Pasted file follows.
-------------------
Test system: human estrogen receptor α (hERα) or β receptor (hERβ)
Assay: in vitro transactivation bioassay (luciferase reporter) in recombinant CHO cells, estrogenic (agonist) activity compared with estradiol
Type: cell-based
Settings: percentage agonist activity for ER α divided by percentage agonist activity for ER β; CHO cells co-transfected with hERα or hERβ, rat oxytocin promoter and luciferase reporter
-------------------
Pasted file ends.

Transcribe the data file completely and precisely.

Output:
Test system: human estrogen receptor α (hERα) or β receptor (hERβ)
Assay: in vitro transactivation bioassay (luciferase reporter) in recombinant CHO cells, estrogenic (agonist) activity compared with estradiol
Type: cell-based
Settings: percentage agonist activity for ER α divided by percentage agonist activity for ER β; CHO cells co-transfected with hERα or hERβ, rat oxytocin promoter and luciferase reporter